WHO calls for action as Europe coronavirus cases rise

We use your sign-up to provide content in ways you’ve consented to and to improve our understanding of you. This may include adverts from us and 3rd parties based on our understanding. You can unsubscribe at any time. More info

Gerd Antes, scientific director of the Cochrane Germany Foundation, made the incendiary statement. He argued Germany has failed to streamline its coronavirus data recording and played “almost zero” role in supporting “necessary clinical trials”.

By contrast Mr Antes, a former member of the Robert Koch Institute’s standing vaccine committee, praised Britain for being “very far ahead”.

Angela Merkel is due to stand down as German chancellor later this month.

Speaking to German publication Cicero, Mr Antes argued German authorities “made almost every mistake that could be made in the past 18 months.”

In particular, he focused on Germany not creating a representative sample to study coronavirus cases, and the poor use of recorded data.

The scientist said: “There are essentially two major failings: On the one hand, the creation of a representative cohort study was consistently prevented – a study with the help of which one could have mapped the whole of Germany using a representative group of 40,000 to 60,000 people.

“One could have regularly taken the necessary number of samples from all these people in order to understand what was happening in the general population over time.

“But that didn’t really happen. And where such a study was conducted, – unfortunately I have to say it so hard – it went belly up.”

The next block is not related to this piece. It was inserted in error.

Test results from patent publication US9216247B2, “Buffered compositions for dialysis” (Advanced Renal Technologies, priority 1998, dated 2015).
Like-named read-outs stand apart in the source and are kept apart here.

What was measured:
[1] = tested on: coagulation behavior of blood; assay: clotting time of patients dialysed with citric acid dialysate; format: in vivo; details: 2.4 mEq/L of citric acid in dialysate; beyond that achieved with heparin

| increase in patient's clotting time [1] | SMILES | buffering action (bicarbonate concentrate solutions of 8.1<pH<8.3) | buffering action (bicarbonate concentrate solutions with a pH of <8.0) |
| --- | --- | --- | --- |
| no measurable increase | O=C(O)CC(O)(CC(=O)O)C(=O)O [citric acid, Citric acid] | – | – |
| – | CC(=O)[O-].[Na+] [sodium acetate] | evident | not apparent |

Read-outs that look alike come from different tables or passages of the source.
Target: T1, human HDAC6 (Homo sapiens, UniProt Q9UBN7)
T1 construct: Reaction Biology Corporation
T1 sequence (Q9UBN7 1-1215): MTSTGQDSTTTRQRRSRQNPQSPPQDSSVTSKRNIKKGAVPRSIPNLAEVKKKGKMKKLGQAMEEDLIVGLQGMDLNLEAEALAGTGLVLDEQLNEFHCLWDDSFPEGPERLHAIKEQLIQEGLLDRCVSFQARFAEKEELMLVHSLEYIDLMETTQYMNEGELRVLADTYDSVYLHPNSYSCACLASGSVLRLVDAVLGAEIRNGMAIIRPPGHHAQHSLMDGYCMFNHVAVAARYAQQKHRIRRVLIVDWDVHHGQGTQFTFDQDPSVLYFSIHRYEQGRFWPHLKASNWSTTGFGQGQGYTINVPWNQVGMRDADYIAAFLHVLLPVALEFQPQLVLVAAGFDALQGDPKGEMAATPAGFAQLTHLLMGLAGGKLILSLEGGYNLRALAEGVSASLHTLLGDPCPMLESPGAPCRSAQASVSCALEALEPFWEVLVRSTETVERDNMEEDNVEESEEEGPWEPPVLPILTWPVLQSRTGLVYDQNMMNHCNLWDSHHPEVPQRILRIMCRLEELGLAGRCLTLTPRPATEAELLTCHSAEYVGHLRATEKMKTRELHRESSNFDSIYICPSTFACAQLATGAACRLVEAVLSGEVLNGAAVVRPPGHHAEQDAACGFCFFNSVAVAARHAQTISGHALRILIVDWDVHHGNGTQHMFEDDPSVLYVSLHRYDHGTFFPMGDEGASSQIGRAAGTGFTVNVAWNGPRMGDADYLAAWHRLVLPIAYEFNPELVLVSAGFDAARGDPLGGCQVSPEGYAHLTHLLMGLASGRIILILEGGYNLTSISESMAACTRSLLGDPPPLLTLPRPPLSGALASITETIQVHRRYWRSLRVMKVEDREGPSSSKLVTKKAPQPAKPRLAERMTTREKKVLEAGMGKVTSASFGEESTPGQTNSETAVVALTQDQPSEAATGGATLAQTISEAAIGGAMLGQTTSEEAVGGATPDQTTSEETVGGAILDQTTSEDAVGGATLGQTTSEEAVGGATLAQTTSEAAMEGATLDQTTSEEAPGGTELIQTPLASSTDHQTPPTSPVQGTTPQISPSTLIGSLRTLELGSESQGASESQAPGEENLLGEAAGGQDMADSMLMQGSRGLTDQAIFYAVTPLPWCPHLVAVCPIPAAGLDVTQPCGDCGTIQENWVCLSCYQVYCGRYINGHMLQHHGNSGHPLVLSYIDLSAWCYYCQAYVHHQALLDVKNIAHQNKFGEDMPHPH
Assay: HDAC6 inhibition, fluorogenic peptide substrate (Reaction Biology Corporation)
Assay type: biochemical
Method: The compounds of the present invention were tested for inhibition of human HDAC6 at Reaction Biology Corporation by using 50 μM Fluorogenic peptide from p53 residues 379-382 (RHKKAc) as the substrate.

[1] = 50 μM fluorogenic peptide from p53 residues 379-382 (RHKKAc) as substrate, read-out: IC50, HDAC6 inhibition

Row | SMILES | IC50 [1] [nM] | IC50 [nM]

Accurate records are crucial both for tracking the spread of the COVID-19 pandemic and for devising new treatments.

Britain has one of the world’s most advanced coronavirus testing systems.

Asked about the “second mistake” Mr Antes continued: “This relates to the so-called routine data – i.e. the data that would actually arise on its own: the billing data at the health insurance companies or the documents for hospital admissions.

“This contains a huge amount of information, but it was simply neglected to process this data pool scientifically.

“At the beginning of the pandemic, I called for a kind of master plan to be drawn up – a plan in which you put together all the questions to which we have not yet had any satisfactory answers.

DON’T MISS 

US ‘major funder’ in Wuhan lab ‘working on lethal pathogens’ [SHOCK]
Sturgeon urged to rethink ‘damaging’ vaccine passport plan [COVID]
UK Government getting second opinion over covid jabs for children [REVEAL]

“A strategy could then be developed from these questions in order to arrive at the appropriate answers with suitable studies and even from the routine data. but what should I say?”

By contrast Mr Antes was full of praise for British data gathering, singling out Oxford for particular praise.

Researchers at Oxford University developed the AstraZeneca vaccine, which proved highly effective at preventing death and hospitalisation from coronavirus.

Mr Antes commented: “A study group in Oxford is exemplary at a global level – not surprisingly.

Coronavirus in numbers: 149 UK deaths recorded

“Open questions are answered there with immense speed.

“We, however, have to atone for the fact that we did not play among the world’s best before Corona; in contrast to Great Britain, where they were always very far ahead.

“In a network of more than 180 clinics, the British have developed a way of exploring things in precise, targeted studies and then delivering concrete answers in two or three months – answers that we in Germany would not even be able to have after one and a half years.”

During the interview Mr Antes was clear he blames politicians for Germany’s data failings.

He said: “When it comes to the question of incompetence or intent, I actually tend to blame it on incompetence.

“Politicians in particular are apparently unable to grasp the situation in its entirety. Instead, they just want to survive the next election.”

Additional reporting by Monika Pallenberg.
Source: Read Full Article